I’m part of the function Media, where I purchase literature for the Faculty of Caring Science, Work Life and Social Welfare. I’m also responsible for interlibrary loans, which means everything from ensuring that both researchers and students get books and articles they can not find at the University Library, to invoicing and development of systems and routines. I’m also a member of the library’s communication team where I mainly work with social media but also other communication channels. Like most of the librarians, I also have scheduled time at the information desk a few times a week. Although the last six months I have spent most of my time as a working member in the project group for implementing a new library system, which has been both tough and frustrating but at the same time fun and educational!

What do you enjoy most about the job?
To help people, to help users get that article they need for their dissertation, or to make the students feel great when the leave the library after helping them a bit along the way. It’s also fun (and a challenge) to try and get information about the library to our users in a good way. In addition, having lovely colleagues makes life at work fun everyday.

What do you do when you’re not at work?
I’m a nerd that devour both movies, TV shows and I like to go to the cinema, theater, museum and I also read quite a lot of fiction as soon as I get a free time. I have a family who I spend a lot of time with and we often play boardgames together and as long as the kids are small, we like to be out geocaching or chasing Pokémons, but sometimes I force them to a cultural event instead.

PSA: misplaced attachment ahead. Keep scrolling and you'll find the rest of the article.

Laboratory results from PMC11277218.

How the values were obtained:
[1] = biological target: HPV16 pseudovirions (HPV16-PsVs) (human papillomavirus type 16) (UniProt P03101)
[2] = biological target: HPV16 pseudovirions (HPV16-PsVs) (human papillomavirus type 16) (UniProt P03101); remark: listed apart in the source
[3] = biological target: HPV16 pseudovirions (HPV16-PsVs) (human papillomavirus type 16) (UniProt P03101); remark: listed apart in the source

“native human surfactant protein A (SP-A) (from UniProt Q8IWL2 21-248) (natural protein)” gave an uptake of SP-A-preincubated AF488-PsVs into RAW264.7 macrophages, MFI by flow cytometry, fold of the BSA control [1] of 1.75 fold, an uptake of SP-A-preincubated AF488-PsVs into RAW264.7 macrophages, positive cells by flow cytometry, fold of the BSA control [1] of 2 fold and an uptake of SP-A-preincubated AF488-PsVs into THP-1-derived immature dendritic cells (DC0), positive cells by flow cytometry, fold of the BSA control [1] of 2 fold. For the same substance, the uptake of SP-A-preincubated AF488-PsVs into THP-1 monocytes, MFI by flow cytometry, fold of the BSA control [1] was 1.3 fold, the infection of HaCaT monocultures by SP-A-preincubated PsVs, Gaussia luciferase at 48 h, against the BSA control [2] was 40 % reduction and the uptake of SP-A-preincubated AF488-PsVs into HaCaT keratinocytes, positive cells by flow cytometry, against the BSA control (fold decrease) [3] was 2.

Do you have any book tips you want to share?
I have a lot! but I’ll settle with three: Sara Lövestam’s books about the paperless private detective Kouplan provide insight into a whole different life than many of us live today, start with Sanning med modifikation (only available in Swedish). A dramatic and intense novel of my taste is Butcher’s Crossing by John Williams. It is about hunting buffalo but equally about the pursuit of your self. If you instead feel like having a funny reading experience, you have to read Christer Lundberg’s Bläckfisken (only available in Swedish). A tall tale that takes place in Gothenburg and in its madness gives many good laughs.

Text: Tandis Talay & Lena Holmberg
Foto: Tandis Talay

Hello Kristoffer Karlsson

In a series of portraits we are going to introduce the staff at the Library to all our readers and customers. Who are the people working at the library? And what are they doing there? Read our portraits and get to know your librarians! We asked Kristoffer a few questions.

What are your main duties?
I mainly work with publications in DiVA and support to researchers. In the future, I will work more with research data and help with information retrieval.

 What where you doing before you started working here?
After graduating from The Swedish School of Library and Information Science, I worked at Chalmers University of technology library in about one and a half year.
Do you have any book recommendations you want to share?
Norwegian Wood by Haruki Murakami are among the best books I’ve ever read. Everone should read it. The English translation, not the Swedish.
Another tip is The Expanse by James‘s A Corey. The first book is called Leviathan Wakes. It is now also available as a television series on SyFy. Best science fiction series since Battlestar Galactica and Firefly!
What made you apply to the library at the University of Borås?
I was homesick. I have been active in the University of Borås between 2009 and 2015 as a student and in the Student Union,I enjoyed it a lot. To get a job at the University Library was like coming home again. In addition, the work tasks seemed fun!